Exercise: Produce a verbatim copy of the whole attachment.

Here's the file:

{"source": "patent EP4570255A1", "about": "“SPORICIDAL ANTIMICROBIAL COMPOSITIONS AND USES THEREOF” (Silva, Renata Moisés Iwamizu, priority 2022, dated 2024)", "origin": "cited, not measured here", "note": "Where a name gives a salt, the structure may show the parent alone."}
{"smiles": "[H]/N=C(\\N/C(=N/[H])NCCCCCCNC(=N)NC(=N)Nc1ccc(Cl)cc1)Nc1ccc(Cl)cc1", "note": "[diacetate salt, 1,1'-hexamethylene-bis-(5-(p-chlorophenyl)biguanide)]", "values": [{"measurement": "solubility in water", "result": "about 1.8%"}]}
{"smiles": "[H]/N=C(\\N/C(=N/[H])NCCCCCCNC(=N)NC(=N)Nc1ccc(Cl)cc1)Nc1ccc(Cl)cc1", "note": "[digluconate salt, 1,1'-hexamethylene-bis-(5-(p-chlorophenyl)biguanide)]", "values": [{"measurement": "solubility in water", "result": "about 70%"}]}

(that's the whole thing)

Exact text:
{"source": "patent EP4570255A1", "about": "“SPORICIDAL ANTIMICROBIAL COMPOSITIONS AND USES THEREOF” (Silva, Renata Moisés Iwamizu, priority 2022, dated 2024)", "origin": "cited, not measured here", "note": "Where a name gives a salt, the structure may show the parent alone."}
{"smiles": "[H]/N=C(\\N/C(=N/[H])NCCCCCCNC(=N)NC(=N)Nc1ccc(Cl)cc1)Nc1ccc(Cl)cc1", "note": "[diacetate salt, 1,1'-hexamethylene-bis-(5-(p-chlorophenyl)biguanide)]", "values": [{"measurement": "solubility in water", "result": "about 1.8%"}]}
{"smiles": "[H]/N=C(\\N/C(=N/[H])NCCCCCCNC(=N)NC(=N)Nc1ccc(Cl)cc1)Nc1ccc(Cl)cc1", "note": "[digluconate salt, 1,1'-hexamethylene-bis-(5-(p-chlorophenyl)biguanide)]", "values": [{"measurement": "solubility in water", "result": "about 70%"}]}